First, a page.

PROPAGANDA FOR CHANGE is a project created by the students of Behaviour Change (ps359) and Professor Thomas Hills at the Psychology Department of the University of Warwick. This work was supported by funding from Warwick's Institute for Advanced Teaching and Learning.
Wednesday, January 30, 2013
Come a little closer
This is an advert for the funeral services from Bergemann & Sohn. These adverts were placed next to underground railways and the minimalist content of the advert "Come a little closer" jokingly encourages the audience to walk on to the tracks which would of course be beneficial to their funeral service. This advertisement is slightly distasteful, but nevertheless amusing.
Humour has been shown to increase persuasion, enhance source credibility and attract attention (Sternthal & Craig, 1973). The effect of humour on advertising was investigated by Cline and Kellaris (1999) in which the fictitious brand, "Awesum Bubble Gum" was created and two versions of this advert were manipulated differing in terms of humor level. The humorous version of the ad included an image of Julius Caesar blowing an enormous bubble with the subtitle "Legendary Flavor". The non-humorous version was identical, except that it included an image of a packet of gum instead. Participants were asked "How much do you like or dislike the Awesum Bubble ad?" and the extent to which they agreed with "I like Awesum Bubble" on seven-point Likert scales. The results indicated participants reacted more favourably to the humorous version of the advert, indicating humour induces preferences and increases susceptibility to persuasion.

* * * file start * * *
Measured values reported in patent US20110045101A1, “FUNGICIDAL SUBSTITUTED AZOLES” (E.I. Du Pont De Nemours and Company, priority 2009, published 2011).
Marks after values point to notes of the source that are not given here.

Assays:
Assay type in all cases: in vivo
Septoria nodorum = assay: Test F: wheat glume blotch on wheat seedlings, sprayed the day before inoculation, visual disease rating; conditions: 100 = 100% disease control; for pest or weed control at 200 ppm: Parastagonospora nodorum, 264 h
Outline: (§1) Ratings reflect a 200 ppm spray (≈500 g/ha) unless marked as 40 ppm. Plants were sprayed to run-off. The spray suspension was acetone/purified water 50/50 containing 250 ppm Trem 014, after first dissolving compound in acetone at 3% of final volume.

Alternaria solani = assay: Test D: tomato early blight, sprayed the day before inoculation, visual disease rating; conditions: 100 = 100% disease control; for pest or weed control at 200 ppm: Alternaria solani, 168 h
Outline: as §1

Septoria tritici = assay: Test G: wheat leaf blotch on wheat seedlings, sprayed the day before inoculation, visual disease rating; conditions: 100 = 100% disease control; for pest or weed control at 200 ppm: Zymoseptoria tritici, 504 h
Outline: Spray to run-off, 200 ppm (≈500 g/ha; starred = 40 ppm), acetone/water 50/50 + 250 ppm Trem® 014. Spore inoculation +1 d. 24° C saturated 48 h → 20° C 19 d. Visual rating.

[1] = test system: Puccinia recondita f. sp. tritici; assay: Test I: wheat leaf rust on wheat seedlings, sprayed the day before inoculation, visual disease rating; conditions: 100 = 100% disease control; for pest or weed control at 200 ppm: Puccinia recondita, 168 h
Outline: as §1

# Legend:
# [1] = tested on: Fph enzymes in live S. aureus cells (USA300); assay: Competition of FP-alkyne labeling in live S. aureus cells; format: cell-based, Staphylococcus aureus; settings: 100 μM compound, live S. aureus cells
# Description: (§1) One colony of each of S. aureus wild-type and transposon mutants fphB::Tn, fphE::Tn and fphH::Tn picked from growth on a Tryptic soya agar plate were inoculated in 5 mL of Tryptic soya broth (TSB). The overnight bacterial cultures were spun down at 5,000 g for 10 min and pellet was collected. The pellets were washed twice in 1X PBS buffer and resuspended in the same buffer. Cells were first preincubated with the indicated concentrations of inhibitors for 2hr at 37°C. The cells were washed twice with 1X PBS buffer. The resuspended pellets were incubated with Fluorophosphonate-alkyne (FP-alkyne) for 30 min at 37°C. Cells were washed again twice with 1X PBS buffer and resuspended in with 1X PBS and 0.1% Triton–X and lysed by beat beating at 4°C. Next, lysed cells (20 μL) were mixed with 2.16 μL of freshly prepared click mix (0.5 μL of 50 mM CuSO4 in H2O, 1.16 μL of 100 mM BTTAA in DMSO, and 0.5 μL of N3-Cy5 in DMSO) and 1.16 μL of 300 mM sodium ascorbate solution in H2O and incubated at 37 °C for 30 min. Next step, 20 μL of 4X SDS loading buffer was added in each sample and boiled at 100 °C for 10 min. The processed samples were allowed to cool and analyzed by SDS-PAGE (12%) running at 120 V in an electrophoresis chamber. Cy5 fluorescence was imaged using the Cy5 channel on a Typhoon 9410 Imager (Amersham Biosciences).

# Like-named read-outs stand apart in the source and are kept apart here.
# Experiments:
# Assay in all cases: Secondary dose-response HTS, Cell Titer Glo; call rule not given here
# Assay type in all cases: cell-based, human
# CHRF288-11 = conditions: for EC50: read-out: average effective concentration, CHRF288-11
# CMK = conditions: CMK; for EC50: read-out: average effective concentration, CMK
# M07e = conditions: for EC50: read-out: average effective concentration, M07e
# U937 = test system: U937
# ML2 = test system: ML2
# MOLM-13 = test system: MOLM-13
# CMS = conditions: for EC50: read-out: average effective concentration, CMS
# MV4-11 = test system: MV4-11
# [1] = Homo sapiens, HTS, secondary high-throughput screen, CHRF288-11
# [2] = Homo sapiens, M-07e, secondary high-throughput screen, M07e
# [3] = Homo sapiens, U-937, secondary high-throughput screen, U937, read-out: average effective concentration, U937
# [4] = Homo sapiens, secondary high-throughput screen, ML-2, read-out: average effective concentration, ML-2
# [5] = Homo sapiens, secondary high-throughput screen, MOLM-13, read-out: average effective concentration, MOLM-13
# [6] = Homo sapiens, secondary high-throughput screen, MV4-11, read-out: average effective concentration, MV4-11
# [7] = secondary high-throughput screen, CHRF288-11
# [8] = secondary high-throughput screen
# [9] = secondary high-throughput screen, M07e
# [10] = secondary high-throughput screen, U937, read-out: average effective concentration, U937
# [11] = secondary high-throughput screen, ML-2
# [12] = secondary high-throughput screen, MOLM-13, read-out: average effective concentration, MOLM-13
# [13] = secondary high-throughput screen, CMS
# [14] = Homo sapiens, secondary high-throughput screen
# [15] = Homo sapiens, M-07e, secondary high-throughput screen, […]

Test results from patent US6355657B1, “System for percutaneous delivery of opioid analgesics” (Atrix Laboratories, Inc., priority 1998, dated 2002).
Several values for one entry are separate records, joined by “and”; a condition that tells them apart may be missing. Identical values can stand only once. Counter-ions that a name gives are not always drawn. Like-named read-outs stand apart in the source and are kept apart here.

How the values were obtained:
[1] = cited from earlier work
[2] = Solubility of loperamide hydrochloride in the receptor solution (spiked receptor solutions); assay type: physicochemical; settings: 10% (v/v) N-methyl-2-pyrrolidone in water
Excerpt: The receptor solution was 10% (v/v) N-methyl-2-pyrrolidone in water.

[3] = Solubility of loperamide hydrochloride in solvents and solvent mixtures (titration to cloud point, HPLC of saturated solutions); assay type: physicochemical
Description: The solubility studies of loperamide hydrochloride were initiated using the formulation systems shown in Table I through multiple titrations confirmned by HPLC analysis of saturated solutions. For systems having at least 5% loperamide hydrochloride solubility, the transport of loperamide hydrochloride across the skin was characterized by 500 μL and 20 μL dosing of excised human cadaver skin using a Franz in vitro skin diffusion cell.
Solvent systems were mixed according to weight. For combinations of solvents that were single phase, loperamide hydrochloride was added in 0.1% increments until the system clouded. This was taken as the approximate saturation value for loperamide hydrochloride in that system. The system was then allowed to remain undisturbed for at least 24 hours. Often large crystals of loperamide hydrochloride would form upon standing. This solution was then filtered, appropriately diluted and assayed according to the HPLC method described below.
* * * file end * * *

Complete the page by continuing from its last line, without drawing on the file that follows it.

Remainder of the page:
Of course writing "Come a little closer" in a smaller font would yield the business more customers.
Cline, T. W., & Kellaris, J. J. (1999). The joint impact of humor and argument strength in a print advertising context: A case for weaker arguments. Psychology & Marketing, 16 (1), 69-86.
Sternthal, B., & Craig, S. C. (1973). Humor in advertising. Journal of Marketing, 37 (4), 12-18.